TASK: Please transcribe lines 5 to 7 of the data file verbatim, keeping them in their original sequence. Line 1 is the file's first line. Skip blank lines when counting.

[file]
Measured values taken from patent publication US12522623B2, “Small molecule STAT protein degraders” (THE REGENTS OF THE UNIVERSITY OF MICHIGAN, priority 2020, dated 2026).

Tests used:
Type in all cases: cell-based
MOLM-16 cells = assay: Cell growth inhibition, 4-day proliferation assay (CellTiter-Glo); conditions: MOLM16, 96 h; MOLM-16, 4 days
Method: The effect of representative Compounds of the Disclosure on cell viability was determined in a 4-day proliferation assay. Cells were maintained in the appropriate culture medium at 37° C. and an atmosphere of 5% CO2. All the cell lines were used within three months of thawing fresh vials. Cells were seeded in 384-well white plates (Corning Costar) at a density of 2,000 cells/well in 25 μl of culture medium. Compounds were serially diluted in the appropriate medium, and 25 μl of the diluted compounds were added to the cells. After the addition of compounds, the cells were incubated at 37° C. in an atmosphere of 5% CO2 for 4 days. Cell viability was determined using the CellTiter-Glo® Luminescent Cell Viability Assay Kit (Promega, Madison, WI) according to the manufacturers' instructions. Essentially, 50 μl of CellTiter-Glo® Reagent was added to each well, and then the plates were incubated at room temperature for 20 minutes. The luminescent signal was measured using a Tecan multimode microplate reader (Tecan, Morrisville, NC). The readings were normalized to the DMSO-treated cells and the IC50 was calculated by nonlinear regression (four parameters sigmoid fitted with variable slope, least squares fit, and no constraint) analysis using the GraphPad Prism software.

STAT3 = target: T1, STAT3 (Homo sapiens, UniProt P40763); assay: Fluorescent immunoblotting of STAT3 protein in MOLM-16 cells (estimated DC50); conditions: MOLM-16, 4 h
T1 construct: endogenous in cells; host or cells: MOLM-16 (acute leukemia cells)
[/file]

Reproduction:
Method: The effect of representative Compounds of the Disclosure on cell viability was determined in a 4-day proliferation assay. Cells were maintained in the appropriate culture medium at 37° C. and an atmosphere of 5% CO2. All the cell lines were used within three months of thawing fresh vials. Cells were seeded in 384-well white plates (Corning Costar) at a density of 2,000 cells/well in 25 μl of culture medium. Compounds were serially diluted in the appropriate medium, and 25 μl of the diluted compounds were added to the cells. After the addition of compounds, the cells were incubated at 37° C. in an atmosphere of 5% CO2 for 4 days. Cell viability was determined using the CellTiter-Glo® Luminescent Cell Viability Assay Kit (Promega, Madison, WI) according to the manufacturers' instructions. Essentially, 50 μl of CellTiter-Glo® Reagent was added to each well, and then the plates were incubated at room temperature for 20 minutes. The luminescent signal was measured using a Tecan multimode microplate reader (Tecan, Morrisville, NC). The readings were normalized to the DMSO-treated cells and the IC50 was calculated by nonlinear regression (four parameters sigmoid fitted with variable slope, least squares fit, and no constraint) analysis using the GraphPad Prism software.

STAT3 = target: T1, STAT3 (Homo sapiens, UniProt P40763); assay: Fluorescent immunoblotting of STAT3 protein in MOLM-16 cells (estimated DC50); conditions: MOLM-16, 4 h
T1 construct: endogenous in cells; host or cells: MOLM-16 (acute leukemia cells)